Second, who throws the first punch? That’s how you figure out who’s wrong and who’s right. Because instantly, the punchee becomes the defender and the puncher becomes the aggressor and lawbreaker. No matter where you assign moral turpitude, it doesn’t and cannot justify violence in response.

    Fighting against hate matters…Now, how you fight matters too. There’s no question about that. But drawing a moral equivalency between those espousing hate and those fighting it because they both resort to violence emboldens hate, legitimizes hateful belief and elevates what should be stamped out….But fighting hate is right.

    Fighting what hate is right? I hate communism and socialism. Is it okay if I locate me some socialists and bash their brains out on the sidewalk? I hate anti-Semites, and I’m not even a Jew. Does that mean I can crack me a few Skinhead skulls and be on the moral side of good?

    Of course, no, because lawlessness is worse than “hate” (whatever that is, I assume racism). Hate doesn’t leave bodies in its wake, but lawlessness does. Some would argue that the KKK lynched blacks because of hate, but truthfully, it was just lawlessness that did the killing, not the hate.

    Cuomo is justifying lawlessness because he finds the victims of the lawlessness of AntiFa worthy of their fate, but c’mon, that’s just vigilantism writ small. Is he okay with me knocking off terrorists in subways like a latter-day Charles Bronson?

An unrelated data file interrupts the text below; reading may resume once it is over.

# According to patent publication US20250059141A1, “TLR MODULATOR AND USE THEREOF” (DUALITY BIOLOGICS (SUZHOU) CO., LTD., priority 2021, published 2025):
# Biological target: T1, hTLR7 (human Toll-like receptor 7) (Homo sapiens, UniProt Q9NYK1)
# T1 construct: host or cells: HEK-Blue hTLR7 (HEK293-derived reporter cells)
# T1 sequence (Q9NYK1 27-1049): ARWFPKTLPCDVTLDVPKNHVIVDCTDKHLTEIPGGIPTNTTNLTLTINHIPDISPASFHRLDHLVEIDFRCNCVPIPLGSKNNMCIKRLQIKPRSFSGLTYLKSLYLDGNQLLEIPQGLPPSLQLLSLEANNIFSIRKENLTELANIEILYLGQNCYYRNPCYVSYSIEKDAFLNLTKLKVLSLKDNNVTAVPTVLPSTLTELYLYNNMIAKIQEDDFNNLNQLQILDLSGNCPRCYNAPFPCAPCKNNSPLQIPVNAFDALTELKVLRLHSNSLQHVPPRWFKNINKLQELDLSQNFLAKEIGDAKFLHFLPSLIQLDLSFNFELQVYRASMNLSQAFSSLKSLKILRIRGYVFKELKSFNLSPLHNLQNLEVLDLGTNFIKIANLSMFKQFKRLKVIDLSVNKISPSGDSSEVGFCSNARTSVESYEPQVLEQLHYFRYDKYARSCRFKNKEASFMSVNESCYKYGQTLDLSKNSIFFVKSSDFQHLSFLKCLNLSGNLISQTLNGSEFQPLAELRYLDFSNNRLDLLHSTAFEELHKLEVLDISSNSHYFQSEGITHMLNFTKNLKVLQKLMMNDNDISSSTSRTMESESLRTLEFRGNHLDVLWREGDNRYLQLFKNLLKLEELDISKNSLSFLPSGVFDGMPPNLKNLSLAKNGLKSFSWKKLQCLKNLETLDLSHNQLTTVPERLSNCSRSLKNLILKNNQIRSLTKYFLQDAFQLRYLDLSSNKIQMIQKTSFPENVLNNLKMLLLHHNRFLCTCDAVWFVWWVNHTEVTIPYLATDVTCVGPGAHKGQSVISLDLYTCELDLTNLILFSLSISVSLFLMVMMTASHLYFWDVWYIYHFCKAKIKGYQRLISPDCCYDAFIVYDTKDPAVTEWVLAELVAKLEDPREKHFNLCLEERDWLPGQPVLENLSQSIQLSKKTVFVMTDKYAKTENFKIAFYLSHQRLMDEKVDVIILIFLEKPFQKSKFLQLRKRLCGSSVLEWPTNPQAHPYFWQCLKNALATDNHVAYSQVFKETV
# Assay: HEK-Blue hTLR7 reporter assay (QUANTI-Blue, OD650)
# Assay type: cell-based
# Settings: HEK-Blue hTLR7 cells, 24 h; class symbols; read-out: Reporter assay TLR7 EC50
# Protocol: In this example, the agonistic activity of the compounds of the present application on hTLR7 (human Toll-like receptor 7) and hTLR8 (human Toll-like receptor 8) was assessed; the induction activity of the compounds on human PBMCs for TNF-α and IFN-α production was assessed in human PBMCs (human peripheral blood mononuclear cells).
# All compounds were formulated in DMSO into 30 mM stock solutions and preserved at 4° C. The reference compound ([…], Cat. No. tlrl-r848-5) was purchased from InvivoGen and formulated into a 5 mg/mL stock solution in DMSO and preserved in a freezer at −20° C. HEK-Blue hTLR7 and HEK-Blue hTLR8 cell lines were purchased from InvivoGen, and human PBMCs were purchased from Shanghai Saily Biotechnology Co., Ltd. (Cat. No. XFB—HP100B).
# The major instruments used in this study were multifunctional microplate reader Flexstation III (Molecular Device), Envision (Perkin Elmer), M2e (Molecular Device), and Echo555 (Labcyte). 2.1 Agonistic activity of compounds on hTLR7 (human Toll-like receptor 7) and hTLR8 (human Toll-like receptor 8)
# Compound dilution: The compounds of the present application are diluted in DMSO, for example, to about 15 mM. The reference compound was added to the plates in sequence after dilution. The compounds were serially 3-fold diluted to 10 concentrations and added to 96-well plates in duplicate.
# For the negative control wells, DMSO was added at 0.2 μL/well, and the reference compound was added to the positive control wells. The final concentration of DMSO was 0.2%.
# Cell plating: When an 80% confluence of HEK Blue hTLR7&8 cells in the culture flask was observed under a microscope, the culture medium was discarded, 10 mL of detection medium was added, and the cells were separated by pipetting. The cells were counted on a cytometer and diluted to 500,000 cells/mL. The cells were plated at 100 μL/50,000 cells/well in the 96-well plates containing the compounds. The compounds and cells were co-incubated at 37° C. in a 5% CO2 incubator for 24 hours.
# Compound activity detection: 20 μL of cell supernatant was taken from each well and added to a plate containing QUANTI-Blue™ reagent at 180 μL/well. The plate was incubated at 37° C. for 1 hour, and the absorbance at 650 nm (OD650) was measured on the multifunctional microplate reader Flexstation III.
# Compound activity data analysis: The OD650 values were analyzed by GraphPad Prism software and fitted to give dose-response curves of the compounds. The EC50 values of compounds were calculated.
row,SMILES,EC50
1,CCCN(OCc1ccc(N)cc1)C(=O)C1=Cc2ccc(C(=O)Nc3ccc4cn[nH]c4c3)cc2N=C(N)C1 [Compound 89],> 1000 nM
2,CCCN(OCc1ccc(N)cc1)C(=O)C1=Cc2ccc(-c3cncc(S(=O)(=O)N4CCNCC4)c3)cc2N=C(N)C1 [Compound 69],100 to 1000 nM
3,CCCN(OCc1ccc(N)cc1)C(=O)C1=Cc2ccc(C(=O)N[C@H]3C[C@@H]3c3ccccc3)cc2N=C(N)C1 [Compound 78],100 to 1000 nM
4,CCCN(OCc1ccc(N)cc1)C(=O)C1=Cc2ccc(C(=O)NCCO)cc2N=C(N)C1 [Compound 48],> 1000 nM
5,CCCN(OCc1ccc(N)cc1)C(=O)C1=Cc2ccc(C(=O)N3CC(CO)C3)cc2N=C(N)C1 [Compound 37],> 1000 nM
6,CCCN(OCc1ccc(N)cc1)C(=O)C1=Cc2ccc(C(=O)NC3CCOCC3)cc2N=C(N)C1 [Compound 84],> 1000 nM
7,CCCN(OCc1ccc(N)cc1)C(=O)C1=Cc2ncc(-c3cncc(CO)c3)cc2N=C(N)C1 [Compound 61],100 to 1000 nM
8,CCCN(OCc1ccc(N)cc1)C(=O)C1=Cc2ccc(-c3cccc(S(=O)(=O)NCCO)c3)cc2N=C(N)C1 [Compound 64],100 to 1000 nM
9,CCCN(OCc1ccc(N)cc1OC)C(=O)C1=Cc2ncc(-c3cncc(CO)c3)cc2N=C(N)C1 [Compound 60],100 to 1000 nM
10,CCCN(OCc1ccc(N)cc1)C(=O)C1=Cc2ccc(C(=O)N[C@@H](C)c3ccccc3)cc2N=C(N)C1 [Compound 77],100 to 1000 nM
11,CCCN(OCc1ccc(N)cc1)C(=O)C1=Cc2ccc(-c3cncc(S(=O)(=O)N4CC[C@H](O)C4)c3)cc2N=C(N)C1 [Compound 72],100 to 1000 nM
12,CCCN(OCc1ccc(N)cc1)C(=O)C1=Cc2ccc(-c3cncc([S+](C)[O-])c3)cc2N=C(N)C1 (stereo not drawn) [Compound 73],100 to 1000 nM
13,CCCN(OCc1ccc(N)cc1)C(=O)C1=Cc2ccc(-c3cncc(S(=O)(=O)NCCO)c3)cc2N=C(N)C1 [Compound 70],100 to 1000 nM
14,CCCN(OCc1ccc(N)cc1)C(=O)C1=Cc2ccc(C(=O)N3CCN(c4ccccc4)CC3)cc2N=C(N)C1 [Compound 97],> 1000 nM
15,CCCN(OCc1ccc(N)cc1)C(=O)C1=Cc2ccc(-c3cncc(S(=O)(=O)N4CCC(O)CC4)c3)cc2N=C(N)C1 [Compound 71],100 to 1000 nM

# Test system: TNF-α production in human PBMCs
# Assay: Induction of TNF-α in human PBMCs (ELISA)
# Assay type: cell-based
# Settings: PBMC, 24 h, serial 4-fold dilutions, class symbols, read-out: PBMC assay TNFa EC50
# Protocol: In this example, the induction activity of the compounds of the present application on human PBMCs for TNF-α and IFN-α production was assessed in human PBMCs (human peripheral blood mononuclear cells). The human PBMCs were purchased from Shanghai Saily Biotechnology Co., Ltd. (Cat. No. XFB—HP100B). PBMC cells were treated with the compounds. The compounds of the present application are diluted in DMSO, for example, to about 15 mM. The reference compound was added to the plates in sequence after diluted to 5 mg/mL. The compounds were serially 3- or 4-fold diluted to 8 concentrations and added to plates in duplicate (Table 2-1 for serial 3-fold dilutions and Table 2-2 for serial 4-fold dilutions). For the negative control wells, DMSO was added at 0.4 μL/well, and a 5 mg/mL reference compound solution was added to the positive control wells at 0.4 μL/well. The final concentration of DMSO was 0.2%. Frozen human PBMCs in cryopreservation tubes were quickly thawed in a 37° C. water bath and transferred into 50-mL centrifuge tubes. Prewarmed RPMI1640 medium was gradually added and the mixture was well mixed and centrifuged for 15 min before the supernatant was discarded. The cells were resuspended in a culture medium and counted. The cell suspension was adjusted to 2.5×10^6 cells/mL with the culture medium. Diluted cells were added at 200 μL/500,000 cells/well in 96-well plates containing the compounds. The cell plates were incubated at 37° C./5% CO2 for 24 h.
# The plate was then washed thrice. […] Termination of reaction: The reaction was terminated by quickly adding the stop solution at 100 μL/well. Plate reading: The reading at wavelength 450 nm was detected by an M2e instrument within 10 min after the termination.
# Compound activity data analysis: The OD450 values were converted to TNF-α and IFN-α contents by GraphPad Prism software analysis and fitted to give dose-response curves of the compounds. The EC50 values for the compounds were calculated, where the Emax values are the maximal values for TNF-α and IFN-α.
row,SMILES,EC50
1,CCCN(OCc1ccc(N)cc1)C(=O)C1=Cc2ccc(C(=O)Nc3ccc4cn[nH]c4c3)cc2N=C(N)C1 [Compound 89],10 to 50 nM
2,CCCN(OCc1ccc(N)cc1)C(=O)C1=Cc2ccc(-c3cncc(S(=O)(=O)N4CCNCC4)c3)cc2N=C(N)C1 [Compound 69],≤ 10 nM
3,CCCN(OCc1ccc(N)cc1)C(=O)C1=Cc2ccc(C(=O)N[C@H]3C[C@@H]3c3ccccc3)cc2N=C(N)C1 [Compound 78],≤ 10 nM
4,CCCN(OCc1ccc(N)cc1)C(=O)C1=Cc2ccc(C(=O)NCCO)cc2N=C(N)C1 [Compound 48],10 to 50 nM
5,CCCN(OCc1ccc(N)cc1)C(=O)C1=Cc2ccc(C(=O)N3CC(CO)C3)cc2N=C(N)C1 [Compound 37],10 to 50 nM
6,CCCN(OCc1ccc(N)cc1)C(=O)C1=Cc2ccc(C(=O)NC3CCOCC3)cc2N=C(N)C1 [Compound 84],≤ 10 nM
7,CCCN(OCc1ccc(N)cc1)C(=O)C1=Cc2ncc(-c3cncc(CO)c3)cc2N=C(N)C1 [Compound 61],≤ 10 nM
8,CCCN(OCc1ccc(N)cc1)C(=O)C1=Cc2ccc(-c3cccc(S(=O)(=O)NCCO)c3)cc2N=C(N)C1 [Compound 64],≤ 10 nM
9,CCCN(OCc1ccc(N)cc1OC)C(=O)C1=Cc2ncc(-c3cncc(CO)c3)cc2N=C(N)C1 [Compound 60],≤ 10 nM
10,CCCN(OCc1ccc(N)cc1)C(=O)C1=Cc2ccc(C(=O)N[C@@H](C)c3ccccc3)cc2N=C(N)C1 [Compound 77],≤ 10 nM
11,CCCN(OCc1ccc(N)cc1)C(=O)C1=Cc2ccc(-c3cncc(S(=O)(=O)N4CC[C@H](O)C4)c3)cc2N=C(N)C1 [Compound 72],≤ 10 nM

And in a clash between hate and those who oppose it, those who oppose it are on the side of right.

    Look out, Louis Farrakhan, me and my blackjack are on the side of right — Chris Cuomo says so!

  8. Cuomo wrote:

    “But when someone comes to call out bigots and it gets hot, even physical, are they equally wrong as the bigot they are fighting? I argue, no. Fighting against hate matters…Now, how you fight matters too. There’s no question about that. But drawing a moral equivalency between those espousing hate and those fighting it because they both resort to violence emboldens hate, legitimizes hateful belief and elevates what should be stamped out….But fighting hate is right. And in a clash between hate and those who oppose it, those who oppose it are on the side of right.

    My impression is that his idea, his assertion, his understanding even, is a logical one if one considers the training one has received about the rise of the Nazi in Germany. The question: Why did you (or they) do nothing to stop it? Why did they not act against it? always comes up.

    And according to the way the narrative is structured, there was then and there is not now any *nice* way to fight against Nazis. You have to come at them with full force. You have to destroy them.